Free school milk was always off in my schooldays in the 1960s. Awful! I still remember trying to sneakily pour it into the wicker rubbish bin when no one was looking.

jerrywhitcroft
jerrywhitcroft
1 year ago

Anyone who uses the American food stamp program as an example should really do research. It is not a model to be followed ,in part due to moralistic finger wagging by people such as the author.
There are 10 million people in this country who rely on using cash it is not going anywhere soon.

Richard Slack
Richard Slack
1 year ago

I have probably quoted this before but in 1979, when my first child was born child benefit was £5.25 a week. My take home pay as a EO in the Civil Service was about £40 per week, my rent (admittedly not much of a flat) was about £7.00 a week £1.50 got you a decent amount of groceries and a pair of Mothercare children’s slippers were £1.00. Child benefit was, effectively the cost of raising a child. the equivalent today would be about £45.00 per week, it is fact £13.50 apart from the first child

Family support is now in that doomladen world of Universal Credit which can probably best be described as the old-fashioned Poor Law receiving officer converted to a software interface. 1979 was a key year when Mrs Thatcher took office under the belief that financial security was not for the masses. Child benefit was frozen with the intention of killing it, it was replaced as were most other fixed rate benefits, with means tested ones, based on the belief that the poor needed to prove they were deserving. The tax cuts that were applied at the top end of things were never justified by sad fate of the better off, they just wanted the money and got it. While the poor needed the spur of hardship to make them work the rich needed the cushion of wealth to do so.

In the 1950s when almost all benefits were not means tested but universal and governments believed their job was to maintain full employment, for the first time working people had money in their pocket to spend. And spend it they did on all those fridges, washing machines and cars that were coming on the market. This had the effect of stimulating the economy, nothing works better that the “trickle up” theory of economics.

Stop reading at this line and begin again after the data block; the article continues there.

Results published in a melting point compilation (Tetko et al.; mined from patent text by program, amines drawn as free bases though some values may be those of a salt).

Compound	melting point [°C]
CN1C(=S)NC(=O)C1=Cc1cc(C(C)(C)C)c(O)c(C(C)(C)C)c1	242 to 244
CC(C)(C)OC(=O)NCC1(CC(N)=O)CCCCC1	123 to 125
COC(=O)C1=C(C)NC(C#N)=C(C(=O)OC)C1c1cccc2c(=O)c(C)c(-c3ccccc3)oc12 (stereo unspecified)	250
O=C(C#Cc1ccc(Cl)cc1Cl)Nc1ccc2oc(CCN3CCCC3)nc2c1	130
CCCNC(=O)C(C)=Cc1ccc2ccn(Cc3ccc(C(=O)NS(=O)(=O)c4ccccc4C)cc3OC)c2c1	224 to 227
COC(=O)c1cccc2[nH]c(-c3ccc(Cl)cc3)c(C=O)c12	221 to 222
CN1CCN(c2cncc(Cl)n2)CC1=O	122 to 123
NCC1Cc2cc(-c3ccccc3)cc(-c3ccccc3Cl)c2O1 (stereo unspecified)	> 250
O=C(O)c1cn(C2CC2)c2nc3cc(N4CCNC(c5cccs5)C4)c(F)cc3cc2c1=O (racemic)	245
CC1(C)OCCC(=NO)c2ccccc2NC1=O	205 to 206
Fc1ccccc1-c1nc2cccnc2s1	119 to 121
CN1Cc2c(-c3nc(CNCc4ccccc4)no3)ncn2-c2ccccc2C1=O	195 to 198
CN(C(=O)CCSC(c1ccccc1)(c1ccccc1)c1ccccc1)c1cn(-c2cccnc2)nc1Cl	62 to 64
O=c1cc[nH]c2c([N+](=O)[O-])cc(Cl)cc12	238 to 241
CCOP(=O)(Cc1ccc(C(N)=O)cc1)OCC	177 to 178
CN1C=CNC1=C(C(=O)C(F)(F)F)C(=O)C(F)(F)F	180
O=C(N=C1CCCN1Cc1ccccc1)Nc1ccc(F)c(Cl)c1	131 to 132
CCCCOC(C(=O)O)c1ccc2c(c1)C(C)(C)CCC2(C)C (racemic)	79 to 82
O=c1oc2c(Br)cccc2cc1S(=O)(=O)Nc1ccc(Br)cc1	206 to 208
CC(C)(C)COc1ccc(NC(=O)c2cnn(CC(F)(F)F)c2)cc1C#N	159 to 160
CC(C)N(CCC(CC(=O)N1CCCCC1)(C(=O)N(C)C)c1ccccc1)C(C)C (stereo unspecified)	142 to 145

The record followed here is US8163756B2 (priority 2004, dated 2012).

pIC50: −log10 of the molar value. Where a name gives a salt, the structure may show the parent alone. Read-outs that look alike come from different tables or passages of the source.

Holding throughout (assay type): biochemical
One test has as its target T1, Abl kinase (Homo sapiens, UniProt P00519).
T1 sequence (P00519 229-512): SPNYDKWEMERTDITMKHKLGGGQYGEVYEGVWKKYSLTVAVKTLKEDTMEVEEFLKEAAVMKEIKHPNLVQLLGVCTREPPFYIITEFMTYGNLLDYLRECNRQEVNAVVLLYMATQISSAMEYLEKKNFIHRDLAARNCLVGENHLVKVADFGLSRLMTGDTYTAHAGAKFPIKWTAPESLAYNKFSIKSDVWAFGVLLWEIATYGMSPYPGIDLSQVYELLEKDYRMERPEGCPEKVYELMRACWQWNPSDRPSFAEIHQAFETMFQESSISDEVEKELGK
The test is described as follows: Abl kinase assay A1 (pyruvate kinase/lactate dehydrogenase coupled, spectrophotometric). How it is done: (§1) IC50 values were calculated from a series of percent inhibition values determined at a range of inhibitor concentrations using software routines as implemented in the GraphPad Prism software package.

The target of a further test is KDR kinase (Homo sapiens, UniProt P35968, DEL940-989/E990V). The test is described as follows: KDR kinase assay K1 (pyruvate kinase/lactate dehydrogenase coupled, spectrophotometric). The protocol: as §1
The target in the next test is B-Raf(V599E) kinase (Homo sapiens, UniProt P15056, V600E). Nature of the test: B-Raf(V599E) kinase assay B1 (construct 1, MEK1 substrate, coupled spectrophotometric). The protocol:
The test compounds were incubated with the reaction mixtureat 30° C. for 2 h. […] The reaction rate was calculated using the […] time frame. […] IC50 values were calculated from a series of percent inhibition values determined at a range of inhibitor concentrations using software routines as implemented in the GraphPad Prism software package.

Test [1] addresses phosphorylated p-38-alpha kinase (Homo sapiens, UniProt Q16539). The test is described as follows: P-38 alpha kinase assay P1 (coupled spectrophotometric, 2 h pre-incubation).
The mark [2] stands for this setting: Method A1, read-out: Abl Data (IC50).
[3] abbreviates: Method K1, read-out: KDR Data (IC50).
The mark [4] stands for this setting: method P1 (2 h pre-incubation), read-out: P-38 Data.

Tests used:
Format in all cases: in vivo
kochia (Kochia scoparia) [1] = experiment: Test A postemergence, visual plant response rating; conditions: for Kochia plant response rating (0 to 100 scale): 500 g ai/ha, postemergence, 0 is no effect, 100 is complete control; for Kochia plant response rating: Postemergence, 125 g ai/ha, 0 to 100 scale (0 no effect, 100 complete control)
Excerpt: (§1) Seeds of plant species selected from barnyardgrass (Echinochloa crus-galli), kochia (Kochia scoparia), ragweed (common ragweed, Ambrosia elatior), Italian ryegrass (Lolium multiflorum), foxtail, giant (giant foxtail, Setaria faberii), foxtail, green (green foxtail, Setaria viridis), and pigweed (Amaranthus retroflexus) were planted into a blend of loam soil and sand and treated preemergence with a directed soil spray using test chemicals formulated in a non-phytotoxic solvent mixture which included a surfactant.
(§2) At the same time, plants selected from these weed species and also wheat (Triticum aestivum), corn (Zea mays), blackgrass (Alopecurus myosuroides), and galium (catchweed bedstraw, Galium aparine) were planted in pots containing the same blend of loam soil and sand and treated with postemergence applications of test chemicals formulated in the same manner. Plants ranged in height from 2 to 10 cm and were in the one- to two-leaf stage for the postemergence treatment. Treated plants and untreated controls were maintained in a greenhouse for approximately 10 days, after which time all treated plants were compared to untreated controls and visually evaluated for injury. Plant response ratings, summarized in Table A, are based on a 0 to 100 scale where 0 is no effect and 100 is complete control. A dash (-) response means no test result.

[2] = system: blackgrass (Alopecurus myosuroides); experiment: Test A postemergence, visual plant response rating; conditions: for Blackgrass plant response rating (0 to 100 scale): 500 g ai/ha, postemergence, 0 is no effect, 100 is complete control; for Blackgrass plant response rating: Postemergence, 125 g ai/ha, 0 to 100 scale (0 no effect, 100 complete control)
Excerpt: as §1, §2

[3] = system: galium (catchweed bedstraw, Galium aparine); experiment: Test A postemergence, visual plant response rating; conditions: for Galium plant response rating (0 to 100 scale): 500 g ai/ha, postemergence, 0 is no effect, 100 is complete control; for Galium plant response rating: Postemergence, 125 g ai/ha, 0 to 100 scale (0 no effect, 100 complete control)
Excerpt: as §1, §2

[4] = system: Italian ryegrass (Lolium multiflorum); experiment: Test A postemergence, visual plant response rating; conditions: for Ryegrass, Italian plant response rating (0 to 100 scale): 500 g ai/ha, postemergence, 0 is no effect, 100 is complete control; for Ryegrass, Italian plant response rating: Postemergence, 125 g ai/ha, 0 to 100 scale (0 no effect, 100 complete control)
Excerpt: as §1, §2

Aditya Chakraborty said recently that we should stop talking about “food poverty” “fuel poverty” “period poverty” and the rest and just talk about simple old-fashioned “poverty”. The main problem with poverty is insecurity, families have no ability to plan or have ambitions, this was reported by poverty campaigners in the Victorian Era and is the same now. Give the poor more money and stopping making them jump through hoops far it. The economy will grow as a result

reeterry
reeterry
1 year ago
Reply to  Richard Slack

Do you claim Universal Benefit yourself? Or is your opinion of it based on other data?
I claim UC and it considerably more flexible and fit for purpose as a system than the old legacy systems.
It is not perfect, by a long stretch but compared to the situation before, for anyone working (which is a large proportion of UC claiments) it is an incredible improvement.

Richard Slack
Richard Slack
1 year ago
Reply to  reeterry

no I don’t. That is not my point. UC as did Tax Credits are means tested based on the idea of compensating poor people for being poor not lifting people out of poverty

D Ward
D Ward
1 year ago

“Free”?

Giulia Khawaja
Giulia Khawaja
1 year ago

You were “forced ” to drink milk? That must have been your school, I opted out of drinking it at junior school and most people had done so in the senior school.
I thought the family allowance was supposed to be spent on the child, a child can be fed well on £30 a week or whatever it is now.

E Wyatt
E Wyatt
1 year ago
Reply to  Giulia Khawaja

It wasn’t a voluntary activity at my school either. Rancid, foul stuff.